Background: Connective tissue grafts (CTGs) and coronally advanced flaps (CAFs) do not regenerate periodontal attachment apparatus when used to treat gingival recessions (GRs). Instead of generating new bone, cementum, and inserting periodontal ligament fibers, CTG+CAF repairs through a long epithelial junction and connective tissue attachment. Enamel matrix derivatives (EMDs) have demonstrated proof-of-principle that periodontal regeneration can be achieved, although data are limited.
Methods: Three patients, each requiring extraction of four premolars before orthodontic treatment, were enrolled in a randomized, open-label study. Two months after induction of Miller Class I and II GR, each patient received EMD+CAF for three teeth and CTG+CAF for one tooth for root coverage. Nine months after root coverage, all four premolars from each of the three patients were surgically extracted en bloc for histologic and microcomputed tomography (micro-CT) analysis, looking for evidence of periodontal regeneration. Standard clinical measurements, radiographs, and intraoral photographs were taken over prescribed time points.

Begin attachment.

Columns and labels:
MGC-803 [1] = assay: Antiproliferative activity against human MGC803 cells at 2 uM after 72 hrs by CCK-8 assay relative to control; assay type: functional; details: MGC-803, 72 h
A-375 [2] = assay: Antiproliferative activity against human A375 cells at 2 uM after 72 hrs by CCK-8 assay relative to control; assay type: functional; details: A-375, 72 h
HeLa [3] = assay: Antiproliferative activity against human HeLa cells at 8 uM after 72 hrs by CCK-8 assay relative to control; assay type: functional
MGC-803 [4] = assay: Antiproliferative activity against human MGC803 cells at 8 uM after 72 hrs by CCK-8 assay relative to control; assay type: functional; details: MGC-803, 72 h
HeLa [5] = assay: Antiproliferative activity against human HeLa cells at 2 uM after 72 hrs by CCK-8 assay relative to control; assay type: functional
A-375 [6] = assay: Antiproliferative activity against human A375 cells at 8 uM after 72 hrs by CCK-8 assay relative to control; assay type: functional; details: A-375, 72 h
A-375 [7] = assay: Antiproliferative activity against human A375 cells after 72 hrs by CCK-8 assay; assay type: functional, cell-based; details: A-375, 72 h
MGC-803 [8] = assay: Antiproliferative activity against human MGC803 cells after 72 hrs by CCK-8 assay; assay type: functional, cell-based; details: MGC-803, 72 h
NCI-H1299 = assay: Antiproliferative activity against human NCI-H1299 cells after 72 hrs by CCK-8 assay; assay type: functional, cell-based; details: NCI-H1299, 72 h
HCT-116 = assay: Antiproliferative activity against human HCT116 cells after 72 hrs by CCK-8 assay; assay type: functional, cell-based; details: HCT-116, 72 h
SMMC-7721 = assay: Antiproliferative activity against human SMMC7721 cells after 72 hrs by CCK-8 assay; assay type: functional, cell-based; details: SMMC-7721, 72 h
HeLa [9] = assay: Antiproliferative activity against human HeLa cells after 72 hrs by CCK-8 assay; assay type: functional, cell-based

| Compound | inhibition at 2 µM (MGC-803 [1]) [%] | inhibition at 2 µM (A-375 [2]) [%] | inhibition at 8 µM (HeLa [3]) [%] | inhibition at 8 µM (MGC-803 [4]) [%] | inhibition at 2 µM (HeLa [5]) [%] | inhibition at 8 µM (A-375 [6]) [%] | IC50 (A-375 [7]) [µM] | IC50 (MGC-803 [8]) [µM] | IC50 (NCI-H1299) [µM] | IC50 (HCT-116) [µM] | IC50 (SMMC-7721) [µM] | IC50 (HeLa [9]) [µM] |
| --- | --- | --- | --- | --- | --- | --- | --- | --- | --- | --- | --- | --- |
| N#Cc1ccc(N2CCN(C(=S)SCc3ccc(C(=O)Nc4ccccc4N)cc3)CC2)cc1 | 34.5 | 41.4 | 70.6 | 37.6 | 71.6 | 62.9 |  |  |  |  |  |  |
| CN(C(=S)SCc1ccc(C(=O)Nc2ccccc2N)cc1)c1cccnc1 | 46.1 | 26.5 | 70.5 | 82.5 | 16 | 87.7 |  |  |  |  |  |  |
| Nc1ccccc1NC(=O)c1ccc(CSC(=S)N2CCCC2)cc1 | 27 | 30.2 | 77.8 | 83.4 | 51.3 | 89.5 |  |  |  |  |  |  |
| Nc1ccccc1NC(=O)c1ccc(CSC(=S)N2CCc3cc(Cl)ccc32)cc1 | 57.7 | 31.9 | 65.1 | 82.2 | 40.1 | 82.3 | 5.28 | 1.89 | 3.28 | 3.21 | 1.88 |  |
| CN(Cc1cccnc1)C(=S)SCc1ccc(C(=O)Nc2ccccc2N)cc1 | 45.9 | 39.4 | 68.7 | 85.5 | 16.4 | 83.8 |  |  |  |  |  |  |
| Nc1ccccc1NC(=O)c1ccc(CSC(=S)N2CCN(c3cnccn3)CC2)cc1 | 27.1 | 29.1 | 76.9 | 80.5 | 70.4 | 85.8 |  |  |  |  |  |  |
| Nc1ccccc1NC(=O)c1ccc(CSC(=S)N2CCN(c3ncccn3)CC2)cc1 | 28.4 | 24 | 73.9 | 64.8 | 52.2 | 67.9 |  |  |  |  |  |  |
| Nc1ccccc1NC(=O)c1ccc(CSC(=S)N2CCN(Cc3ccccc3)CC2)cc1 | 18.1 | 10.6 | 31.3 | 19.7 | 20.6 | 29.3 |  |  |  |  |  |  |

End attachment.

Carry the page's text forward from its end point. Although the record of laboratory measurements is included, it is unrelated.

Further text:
Results: Seven of the nine teeth treated with EMD+CAF demonstrated varying degrees of periodontal regeneration, detailed through histology with new bone, cementum, and inserting fibers. Micro-CT corroborated these findings. None of the three teeth treated with CTG+CAF showed periodontal regeneration. Clinical measurements were comparable for both treatments. One instance of root resorption and ankylosis was noted with EMD+CAF.
Conclusions: EMD+CAF continues to show histologic evidence of periodontal regeneration via human histology, this being the largest study (nine teeth) examining its effect when treating GR. The mechanism of action, ideal patient profile, and criteria leading to predictable regeneration are in need of further exploration.
Keywords: Alveolar bone; biomimetics; dental cementum; gingival recession; histology; periodontal regeneration.